Can independent developers make better use of company APIs than companies can themselves? Seven companies decided to put this to the test, by opening up their information to Dutch hackers. More than 300 developers signed up and started to build a new application in only one weekend. Here is an insiders guide to such a Hackathon.
The Dutch open Hackathon was, as far as we know, the largest Hackathon in The Netherlands. More than 300 ‘hackers’ entered the competition. Participants included students, recent graduates but also professional teams. The overall event was a great succes, with many dams able to build a working application during the weekend.
What is a Hackathon?
The idea of a Hackathon is very simple: instead of asking people for ideas and presentation, yougive people the time and resources they need to realize their ideas immediately. In a Hackathon, participants can work for one day or one weekend on building their idea, and then present this to the other participants and jury. It is an example of open innovation: no-one tells the participants what to do: they just get a set of building blocks to play with.
Companies that have experimented with this method of innovation have found it very fruitful. There is no debate anymore about whether ideas are feasible: anyone who says something can be done gets a chance to prove it can be done. The jury is merely there to judge whether the market is ready for it.
Unique Scale of the Open Hackathon
As we noted before in our announcement of the Dutch Open Hackathon, the DOH is unique in it’s scale. It was a coproduction between seven Dutch companies, and each company contributed one or more APIs. This made it possible for the teams to make unique combinations that are not possible outside the weekend. The enlarged scale made the weekend more challenging but also much more rewarding. During the weekend teams were working on at least four floors of the IJ-building: some teams stayed close to the technical rooms on the second and third floors, others moved to the two top floors for more privacy and better rooms. In each case, the participants worked round the clock to finish their app. I was helping teams as a pitch coach during the weekend. When I left at 11pm on Saturday everyone was still busy making their app working, and when I returned on Sunday morning 8am for breakfast, the same teams where again working with only a few hours of sleep.
For the organisation and jury the high number of participants was also a challenge, but with a few adjustments they made it work: instead of the usual two pitch coaches there were four (including David Beckett, inventor of the pitch canvas and main pitch coach of Startupbootcamp. ). Each team was instructed to make a two minute pitch, including demo of the product: this meant they really had to think about the main message of their product. The jury members, including management of all seven sponsoring companies, was divided into 5 subjuries: each jury selected the two best teams for the final, plenary pitch round.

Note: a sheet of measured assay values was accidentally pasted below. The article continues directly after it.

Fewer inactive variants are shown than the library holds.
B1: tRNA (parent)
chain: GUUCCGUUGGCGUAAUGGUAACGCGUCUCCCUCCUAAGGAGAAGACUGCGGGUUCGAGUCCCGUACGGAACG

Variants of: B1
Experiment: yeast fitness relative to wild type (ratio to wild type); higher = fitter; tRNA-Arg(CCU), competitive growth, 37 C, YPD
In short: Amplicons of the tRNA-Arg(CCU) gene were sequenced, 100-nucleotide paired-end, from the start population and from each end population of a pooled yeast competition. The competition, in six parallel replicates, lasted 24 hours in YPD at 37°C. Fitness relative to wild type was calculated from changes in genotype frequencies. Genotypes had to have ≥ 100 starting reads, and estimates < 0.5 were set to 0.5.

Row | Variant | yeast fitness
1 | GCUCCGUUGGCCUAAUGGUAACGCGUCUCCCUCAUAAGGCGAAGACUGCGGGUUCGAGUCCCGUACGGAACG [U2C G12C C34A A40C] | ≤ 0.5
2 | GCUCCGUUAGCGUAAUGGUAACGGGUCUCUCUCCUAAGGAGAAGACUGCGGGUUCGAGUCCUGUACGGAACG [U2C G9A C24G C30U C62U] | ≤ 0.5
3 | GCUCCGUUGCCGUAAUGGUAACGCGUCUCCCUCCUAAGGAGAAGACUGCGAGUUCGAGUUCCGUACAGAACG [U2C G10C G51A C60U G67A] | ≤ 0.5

For the participants, the biggest reason to participate was not the prize money or the free food, but the access to various APIs. All the teams had access to a development kit for the Philips HUE coloured lights. The test kit consisted of a wooden plank with 3 lights on it, but was used by the teams to show that the light can be used for location-aware games and for dynamic signs in buildings. Other teams could use the KLM and Transavia flight information API, the Albert and Bol.com product database, and the Fleet management from TomTom. To help the teams use the application, several experts from each company were present to help the teams with any technical questions. I spent an interesting 10 minutes talking to TomTom experts on how to capture vehicle data. Each team was challenged by the jury to use as many services as possible. One team managed to use up to seven services, building a planning website that would book hotels, flights and jobs in different cities. The idea was to make it possible for people to start travelling tomorrow by working in different countries. In theory this is possible already, but by combining APIs it is made easy for everyone.
The overall winner of the weekend was the welcome home box for travelers, developed by Team Caching. The team made a clever combination of flight information (KLM, Transavia) and APIs of Bol.com and Albert Heijn to make sure the right products were delivered at the right time to make people feel home again. A good example of combining multiple APIs.
A second prize was for Alberto, a new just in time delivery service. They built a platform so that unemployed or underemployed people could delivery groceries and other essential items just in time to people. The most interesting aspect was the social aspect: the team really looked at how this service could not just offer convenience, but generate real income and employment for many people.
The real winners of the Hackathon however are the corporates. One of the organising companies called it ‘brainsourcing’: by opening up your data, you get access to the minds of some very creative developers. Hopefully more companies will join the example of USG, Philips, TomTom, Albert Heijn, Schiphol, KLM and Rabobank.
Photo’s: Dutch Open Hackaton